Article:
There were people during the war
(the one a diminishing few still refer to
as The War as though there were no other)
who would travel out of the towns or cities
every night to sleep in fields or scattered woods
believing they were less likely to die by way of bombs.
Most drove the five or six miles
they considered prudent and then slept
in their cars as a hedge against random death.
Some even walked both ways night and morning
having no access to motorized transport
but preferring the idea of this safety
rather than waiting with their neighbors
to watch the dark lottery
unfold around or upon them.
Most did this alone and were thought mad
or cowards somehow, a mental weakness
civilian shell shock, but perhaps not.
I run five miles every evening
after dinner and before reading
or watching the television for my entertainment.
I do this with some vague idea
I will stay alive longer by the exercise
preserving myself against our inevitable fate.
Perhaps walking into the fields each night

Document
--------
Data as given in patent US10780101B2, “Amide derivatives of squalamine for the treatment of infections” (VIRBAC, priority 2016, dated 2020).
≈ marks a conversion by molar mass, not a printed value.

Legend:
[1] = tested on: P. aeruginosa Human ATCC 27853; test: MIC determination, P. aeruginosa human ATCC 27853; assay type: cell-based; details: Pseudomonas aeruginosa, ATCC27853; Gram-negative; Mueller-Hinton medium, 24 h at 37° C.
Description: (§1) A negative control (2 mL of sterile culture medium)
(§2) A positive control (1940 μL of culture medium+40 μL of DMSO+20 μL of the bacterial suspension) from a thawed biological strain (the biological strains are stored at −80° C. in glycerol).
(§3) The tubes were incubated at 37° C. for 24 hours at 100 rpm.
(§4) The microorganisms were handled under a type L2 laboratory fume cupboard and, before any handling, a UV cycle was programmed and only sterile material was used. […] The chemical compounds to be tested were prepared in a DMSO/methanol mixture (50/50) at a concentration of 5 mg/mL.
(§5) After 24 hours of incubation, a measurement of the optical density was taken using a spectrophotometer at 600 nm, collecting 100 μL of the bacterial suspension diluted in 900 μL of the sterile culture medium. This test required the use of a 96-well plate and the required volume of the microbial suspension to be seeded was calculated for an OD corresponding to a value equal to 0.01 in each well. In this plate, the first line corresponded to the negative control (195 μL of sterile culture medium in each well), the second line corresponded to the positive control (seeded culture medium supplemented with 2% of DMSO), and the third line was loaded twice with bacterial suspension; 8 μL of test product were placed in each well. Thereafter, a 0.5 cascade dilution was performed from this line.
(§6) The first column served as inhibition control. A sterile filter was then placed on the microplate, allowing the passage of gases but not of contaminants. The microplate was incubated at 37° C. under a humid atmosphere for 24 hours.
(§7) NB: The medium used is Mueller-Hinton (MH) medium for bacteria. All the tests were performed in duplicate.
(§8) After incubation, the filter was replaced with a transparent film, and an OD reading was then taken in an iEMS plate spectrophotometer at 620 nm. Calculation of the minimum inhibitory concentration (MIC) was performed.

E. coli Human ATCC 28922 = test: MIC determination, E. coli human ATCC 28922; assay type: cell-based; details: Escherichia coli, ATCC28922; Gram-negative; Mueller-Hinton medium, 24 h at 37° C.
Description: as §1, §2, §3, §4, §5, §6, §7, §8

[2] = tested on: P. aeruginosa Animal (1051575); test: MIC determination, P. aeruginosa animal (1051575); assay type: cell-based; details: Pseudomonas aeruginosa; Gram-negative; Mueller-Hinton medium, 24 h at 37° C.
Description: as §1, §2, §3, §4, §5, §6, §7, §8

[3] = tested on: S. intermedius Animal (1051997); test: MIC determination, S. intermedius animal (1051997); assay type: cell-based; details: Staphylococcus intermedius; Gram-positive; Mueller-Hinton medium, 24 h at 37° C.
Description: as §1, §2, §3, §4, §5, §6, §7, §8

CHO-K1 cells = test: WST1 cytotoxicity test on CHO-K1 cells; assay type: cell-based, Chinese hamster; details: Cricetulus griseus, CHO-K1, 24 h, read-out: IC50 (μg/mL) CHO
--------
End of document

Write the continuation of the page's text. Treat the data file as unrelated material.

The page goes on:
to sleep beneath a small metal roof
beneath the stars was no different.
More immediate at least
as regards some cause and effect
in the personal battle for self-preservation.
They were pitied, thought mad
and thus this course would have taken
an individualism to undertake.
Especially at a time when social strictures
and petty norms controlled general behavior
even more so than they do now.
Still five miles back
each morning before coffee
would be a price to pay.
I wonder if they made other arrangements
to address short term wants
in the light of long term needs.
Where are the notes
that address these matters,
the details of the doing?
Where is the data describing
life expectancy of this group
in comparison to the rest?
Are there secret sad reunions
heads held high still shaking over
stories of their loved ones and walks not taken?
Life goes on
but not always our own
or those others we value most.